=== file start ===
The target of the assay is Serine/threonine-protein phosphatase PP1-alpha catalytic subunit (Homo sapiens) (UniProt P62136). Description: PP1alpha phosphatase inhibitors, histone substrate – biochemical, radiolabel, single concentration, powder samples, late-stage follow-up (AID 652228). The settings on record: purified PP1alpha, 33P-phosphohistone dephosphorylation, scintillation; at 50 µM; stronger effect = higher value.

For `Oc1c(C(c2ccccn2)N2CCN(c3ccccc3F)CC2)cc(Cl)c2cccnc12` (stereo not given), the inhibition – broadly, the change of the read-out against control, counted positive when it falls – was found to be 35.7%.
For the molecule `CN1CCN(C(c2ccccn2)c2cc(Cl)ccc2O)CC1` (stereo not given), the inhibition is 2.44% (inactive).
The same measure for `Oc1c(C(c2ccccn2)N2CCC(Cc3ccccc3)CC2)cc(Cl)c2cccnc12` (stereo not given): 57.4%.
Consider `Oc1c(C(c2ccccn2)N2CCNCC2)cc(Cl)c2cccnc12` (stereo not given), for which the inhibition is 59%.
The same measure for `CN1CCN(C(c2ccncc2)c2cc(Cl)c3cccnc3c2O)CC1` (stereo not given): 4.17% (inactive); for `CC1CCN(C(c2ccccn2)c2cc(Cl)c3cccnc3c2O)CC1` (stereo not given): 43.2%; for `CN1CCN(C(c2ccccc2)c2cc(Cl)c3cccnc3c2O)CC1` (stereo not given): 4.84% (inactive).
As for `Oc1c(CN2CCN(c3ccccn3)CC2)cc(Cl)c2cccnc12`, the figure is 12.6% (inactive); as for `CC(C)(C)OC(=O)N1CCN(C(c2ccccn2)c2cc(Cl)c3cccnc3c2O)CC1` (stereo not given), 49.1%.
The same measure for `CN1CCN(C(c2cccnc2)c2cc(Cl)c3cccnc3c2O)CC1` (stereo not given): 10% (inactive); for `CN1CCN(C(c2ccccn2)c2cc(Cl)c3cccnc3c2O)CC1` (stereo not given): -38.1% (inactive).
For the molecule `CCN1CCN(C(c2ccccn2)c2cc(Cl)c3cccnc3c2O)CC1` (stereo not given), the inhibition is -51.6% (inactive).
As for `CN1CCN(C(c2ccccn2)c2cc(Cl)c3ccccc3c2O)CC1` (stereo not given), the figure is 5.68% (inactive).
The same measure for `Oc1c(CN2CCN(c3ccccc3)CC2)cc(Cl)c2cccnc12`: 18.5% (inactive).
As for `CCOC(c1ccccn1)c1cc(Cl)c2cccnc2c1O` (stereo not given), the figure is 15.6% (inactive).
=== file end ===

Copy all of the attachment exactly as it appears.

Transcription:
The target of the assay is Serine/threonine-protein phosphatase PP1-alpha catalytic subunit (Homo sapiens) (UniProt P62136). Description: PP1alpha phosphatase inhibitors, histone substrate – biochemical, radiolabel, single concentration, powder samples, late-stage follow-up (AID 652228). The settings on record: purified PP1alpha, 33P-phosphohistone dephosphorylation, scintillation; at 50 µM; stronger effect = higher value.

For `Oc1c(C(c2ccccn2)N2CCN(c3ccccc3F)CC2)cc(Cl)c2cccnc12` (stereo not given), the inhibition – broadly, the change of the read-out against control, counted positive when it falls – was found to be 35.7%.
For the molecule `CN1CCN(C(c2ccccn2)c2cc(Cl)ccc2O)CC1` (stereo not given), the inhibition is 2.44% (inactive).
The same measure for `Oc1c(C(c2ccccn2)N2CCC(Cc3ccccc3)CC2)cc(Cl)c2cccnc12` (stereo not given): 57.4%.
Consider `Oc1c(C(c2ccccn2)N2CCNCC2)cc(Cl)c2cccnc12` (stereo not given), for which the inhibition is 59%.
The same measure for `CN1CCN(C(c2ccncc2)c2cc(Cl)c3cccnc3c2O)CC1` (stereo not given): 4.17% (inactive); for `CC1CCN(C(c2ccccn2)c2cc(Cl)c3cccnc3c2O)CC1` (stereo not given): 43.2%; for `CN1CCN(C(c2ccccc2)c2cc(Cl)c3cccnc3c2O)CC1` (stereo not given): 4.84% (inactive).
As for `Oc1c(CN2CCN(c3ccccn3)CC2)cc(Cl)c2cccnc12`, the figure is 12.6% (inactive); as for `CC(C)(C)OC(=O)N1CCN(C(c2ccccn2)c2cc(Cl)c3cccnc3c2O)CC1` (stereo not given), 49.1%.
The same measure for `CN1CCN(C(c2cccnc2)c2cc(Cl)c3cccnc3c2O)CC1` (stereo not given): 10% (inactive); for `CN1CCN(C(c2ccccn2)c2cc(Cl)c3cccnc3c2O)CC1` (stereo not given): -38.1% (inactive).
For the molecule `CCN1CCN(C(c2ccccn2)c2cc(Cl)c3cccnc3c2O)CC1` (stereo not given), the inhibition is -51.6% (inactive).
As for `CN1CCN(C(c2ccccn2)c2cc(Cl)c3ccccc3c2O)CC1` (stereo not given), the figure is 5.68% (inactive).
The same measure for `Oc1c(CN2CCN(c3ccccc3)CC2)cc(Cl)c2cccnc12`: 18.5% (inactive).
As for `CCOC(c1ccccn1)c1cc(Cl)c2cccnc2c1O` (stereo not given), the figure is 15.6% (inactive).